Prime Minister Petr Nečas has expressed support for Turkey’s bid to
join the EU. Following talks with the visiting Turkish Prime Minister
Tayyip Erdogan, Mr. Nečas said Prague fully supported Ankara’s ambition
to become a fully-fledged member of the alliance on condition that Turkey
fulfills the respective admission criteria. The Turkish prime minister
welcomed the stand saying Turkey had been standing outside EU gates for
more than 50 years and that the delaying of its admission further was
unforgivable. This was in reference to the view of some EU members that as
a Muslim country Turkey should be offered a close partnership rather that
Talks between the two heads of government also covered business and security matters, among others the role of the Czech armed forces in helping to guard the Turkish border against possible attacks from Syria.
An inspection at Czech primary schools has revealed a serious lack of qualified foreign language teachers. According to the Czech School Inspectorate over a quarter of the language teachers teaching at primary schools around the country lack proper qualification and fail to give students a good grounding in the second language of their choice. The inspectorate says this is a serious problem especially since in line with the new curriculum a second foreign language will be an obligatory subject in the new school year. Students generally pick English or German as a second language, followed by French and Russian.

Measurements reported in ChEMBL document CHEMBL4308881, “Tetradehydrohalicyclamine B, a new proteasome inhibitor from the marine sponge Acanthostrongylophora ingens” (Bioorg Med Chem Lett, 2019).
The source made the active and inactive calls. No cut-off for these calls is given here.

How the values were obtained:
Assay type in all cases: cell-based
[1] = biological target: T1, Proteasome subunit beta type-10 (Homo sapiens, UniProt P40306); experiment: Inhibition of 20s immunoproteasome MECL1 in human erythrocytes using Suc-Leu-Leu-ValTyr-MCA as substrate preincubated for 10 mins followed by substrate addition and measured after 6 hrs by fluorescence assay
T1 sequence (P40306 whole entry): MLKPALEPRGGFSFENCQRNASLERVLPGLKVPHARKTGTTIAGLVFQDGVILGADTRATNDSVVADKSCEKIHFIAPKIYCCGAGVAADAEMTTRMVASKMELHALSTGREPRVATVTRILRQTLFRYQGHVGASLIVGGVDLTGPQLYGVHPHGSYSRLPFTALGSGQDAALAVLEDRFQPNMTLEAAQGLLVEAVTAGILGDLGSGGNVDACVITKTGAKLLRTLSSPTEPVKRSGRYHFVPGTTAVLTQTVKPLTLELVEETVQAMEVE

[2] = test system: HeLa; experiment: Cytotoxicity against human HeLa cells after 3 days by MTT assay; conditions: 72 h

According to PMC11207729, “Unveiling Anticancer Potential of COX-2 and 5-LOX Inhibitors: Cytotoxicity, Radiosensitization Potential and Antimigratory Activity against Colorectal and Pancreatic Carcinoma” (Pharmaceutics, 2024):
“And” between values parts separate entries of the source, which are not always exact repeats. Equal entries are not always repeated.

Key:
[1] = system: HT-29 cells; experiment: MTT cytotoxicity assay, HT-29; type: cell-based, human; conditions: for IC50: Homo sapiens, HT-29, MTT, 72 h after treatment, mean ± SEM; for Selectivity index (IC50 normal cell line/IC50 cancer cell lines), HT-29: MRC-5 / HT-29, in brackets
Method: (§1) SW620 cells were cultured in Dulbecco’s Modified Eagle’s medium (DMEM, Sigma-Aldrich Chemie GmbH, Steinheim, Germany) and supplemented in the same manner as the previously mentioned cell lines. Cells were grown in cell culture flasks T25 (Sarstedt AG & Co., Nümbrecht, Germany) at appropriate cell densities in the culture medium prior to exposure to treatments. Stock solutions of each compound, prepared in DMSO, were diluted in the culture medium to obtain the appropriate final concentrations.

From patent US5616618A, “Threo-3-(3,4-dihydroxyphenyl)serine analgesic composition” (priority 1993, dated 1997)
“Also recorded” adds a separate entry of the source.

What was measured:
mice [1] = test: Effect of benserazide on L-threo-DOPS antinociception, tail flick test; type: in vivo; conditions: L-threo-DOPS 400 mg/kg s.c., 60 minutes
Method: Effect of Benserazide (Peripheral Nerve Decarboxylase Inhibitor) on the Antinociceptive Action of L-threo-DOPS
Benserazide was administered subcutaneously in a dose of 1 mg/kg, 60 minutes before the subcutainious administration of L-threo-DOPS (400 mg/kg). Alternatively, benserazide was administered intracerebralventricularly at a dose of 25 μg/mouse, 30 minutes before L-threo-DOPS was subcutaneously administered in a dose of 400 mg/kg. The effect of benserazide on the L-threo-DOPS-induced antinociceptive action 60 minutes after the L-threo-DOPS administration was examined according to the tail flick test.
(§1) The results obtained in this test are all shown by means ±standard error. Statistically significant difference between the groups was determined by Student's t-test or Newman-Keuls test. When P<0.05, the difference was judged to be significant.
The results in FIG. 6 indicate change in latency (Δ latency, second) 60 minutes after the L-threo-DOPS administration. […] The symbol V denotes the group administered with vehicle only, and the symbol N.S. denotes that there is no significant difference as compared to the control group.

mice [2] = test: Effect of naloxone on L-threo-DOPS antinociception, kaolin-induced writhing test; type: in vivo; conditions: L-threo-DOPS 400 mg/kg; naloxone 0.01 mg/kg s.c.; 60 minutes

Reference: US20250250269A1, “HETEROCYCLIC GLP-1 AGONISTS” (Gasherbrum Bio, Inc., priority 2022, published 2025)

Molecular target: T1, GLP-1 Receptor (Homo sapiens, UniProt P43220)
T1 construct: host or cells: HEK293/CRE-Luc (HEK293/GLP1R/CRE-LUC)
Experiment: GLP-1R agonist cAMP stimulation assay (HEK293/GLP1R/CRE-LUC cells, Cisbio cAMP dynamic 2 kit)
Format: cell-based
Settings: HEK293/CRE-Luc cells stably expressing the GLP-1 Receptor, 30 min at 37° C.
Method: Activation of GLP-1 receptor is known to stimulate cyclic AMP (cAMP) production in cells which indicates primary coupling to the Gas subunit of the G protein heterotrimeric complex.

A Prague court has ordered the justice ministry to pay Jan Šafránek 4.8 million crowns in compensation for a judiciary error that sent him to prison for a crime he never committed. Šafránek was found guilty of rape in 1992 and spent a year in jail before the police uncovered the true culprit. He is suing the state for 32 million crowns. The verdict is not yet legally binding and both sides may appeal.
An internal audit at the Energy Regulatory Office (ERU) suggests former employees may have illegally upped the prices of electricity from solar plants. ERU chairwoman Alena Vitaskova said the audit’s findings indicate that in the years between 2005 and 2011 solar energy prices were not set within the bounds of the law, incurring damages worth tens of billions of crowns. The public prosecutor’s office is looking into the matter. A number of employees who reportedly tried to withhold information and boycott the audit have been sacked.
In related news, a day earlier Tomáš Berdych and Lukáš Rosol won the longest match in Davis Cup history to give the Czech Republic 2-1 edge over Switzerland. The doubles match against opponents Stanislas Wawrinka and Marco Chiudinelli took a record 7 hours and two minutes; the deciding fifth set alone took 215 minutes. The final score was 6:4, 5:7, 6:4, 6:7, 24:22. The previous longest Davis Cup match dates back to 1982 and lasted 6 hours and 22 minutes: John McEnroe defeated Sweden’s Mats Wilander.